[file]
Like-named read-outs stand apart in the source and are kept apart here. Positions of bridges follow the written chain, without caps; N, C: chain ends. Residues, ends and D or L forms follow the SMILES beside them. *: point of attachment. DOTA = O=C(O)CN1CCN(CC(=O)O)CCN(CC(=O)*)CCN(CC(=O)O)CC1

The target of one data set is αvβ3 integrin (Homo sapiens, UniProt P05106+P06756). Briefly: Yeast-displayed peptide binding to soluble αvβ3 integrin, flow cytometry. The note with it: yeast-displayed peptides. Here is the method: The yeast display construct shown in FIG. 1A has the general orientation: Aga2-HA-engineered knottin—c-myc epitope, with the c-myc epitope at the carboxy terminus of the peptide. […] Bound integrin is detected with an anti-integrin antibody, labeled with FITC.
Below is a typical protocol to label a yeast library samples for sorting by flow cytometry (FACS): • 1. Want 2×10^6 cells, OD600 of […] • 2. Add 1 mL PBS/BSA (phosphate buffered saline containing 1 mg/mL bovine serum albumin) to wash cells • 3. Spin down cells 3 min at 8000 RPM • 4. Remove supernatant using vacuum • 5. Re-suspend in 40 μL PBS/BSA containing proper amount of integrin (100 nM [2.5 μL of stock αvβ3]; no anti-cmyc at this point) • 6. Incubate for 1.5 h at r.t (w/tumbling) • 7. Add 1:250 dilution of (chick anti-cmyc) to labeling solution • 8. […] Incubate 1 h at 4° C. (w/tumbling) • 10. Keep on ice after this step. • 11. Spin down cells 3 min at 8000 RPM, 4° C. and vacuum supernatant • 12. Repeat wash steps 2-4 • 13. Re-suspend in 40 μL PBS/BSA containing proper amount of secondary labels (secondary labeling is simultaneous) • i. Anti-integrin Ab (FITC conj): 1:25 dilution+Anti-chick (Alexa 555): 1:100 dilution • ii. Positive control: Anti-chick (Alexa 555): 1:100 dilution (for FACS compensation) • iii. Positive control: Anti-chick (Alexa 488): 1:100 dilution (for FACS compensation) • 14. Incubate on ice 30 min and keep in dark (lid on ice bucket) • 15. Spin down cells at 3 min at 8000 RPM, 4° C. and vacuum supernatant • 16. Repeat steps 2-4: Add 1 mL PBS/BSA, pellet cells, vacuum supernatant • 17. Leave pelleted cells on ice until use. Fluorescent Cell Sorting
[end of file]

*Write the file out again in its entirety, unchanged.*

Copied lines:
Like-named read-outs stand apart in the source and are kept apart here. Positions of bridges follow the written chain, without caps; N, C: chain ends. Residues, ends and D or L forms follow the SMILES beside them. *: point of attachment. DOTA = O=C(O)CN1CCN(CC(=O)O)CCN(CC(=O)*)CCN(CC(=O)O)CC1

The target of one data set is αvβ3 integrin (Homo sapiens, UniProt P05106+P06756). Briefly: Yeast-displayed peptide binding to soluble αvβ3 integrin, flow cytometry. The note with it: yeast-displayed peptides. Here is the method: The yeast display construct shown in FIG. 1A has the general orientation: Aga2-HA-engineered knottin—c-myc epitope, with the c-myc epitope at the carboxy terminus of the peptide. […] Bound integrin is detected with an anti-integrin antibody, labeled with FITC.
Below is a typical protocol to label a yeast library samples for sorting by flow cytometry (FACS): • 1. Want 2×10^6 cells, OD600 of […] • 2. Add 1 mL PBS/BSA (phosphate buffered saline containing 1 mg/mL bovine serum albumin) to wash cells • 3. Spin down cells 3 min at 8000 RPM • 4. Remove supernatant using vacuum • 5. Re-suspend in 40 μL PBS/BSA containing proper amount of integrin (100 nM [2.5 μL of stock αvβ3]; no anti-cmyc at this point) • 6. Incubate for 1.5 h at r.t (w/tumbling) • 7. Add 1:250 dilution of (chick anti-cmyc) to labeling solution • 8. […] Incubate 1 h at 4° C. (w/tumbling) • 10. Keep on ice after this step. • 11. Spin down cells 3 min at 8000 RPM, 4° C. and vacuum supernatant • 12. Repeat wash steps 2-4 • 13. Re-suspend in 40 μL PBS/BSA containing proper amount of secondary labels (secondary labeling is simultaneous) • i. Anti-integrin Ab (FITC conj): 1:25 dilution+Anti-chick (Alexa 555): 1:100 dilution • ii. Positive control: Anti-chick (Alexa 555): 1:100 dilution (for FACS compensation) • iii. Positive control: Anti-chick (Alexa 488): 1:100 dilution (for FACS compensation) • 14. Incubate on ice 30 min and keep in dark (lid on ice bucket) • 15. Spin down cells at 3 min at 8000 RPM, 4° C. and vacuum supernatant • 16. Repeat steps 2-4: Add 1 mL PBS/BSA, pellet cells, vacuum supernatant • 17. Leave pelleted cells on ice until use. Fluorescent Cell Sorting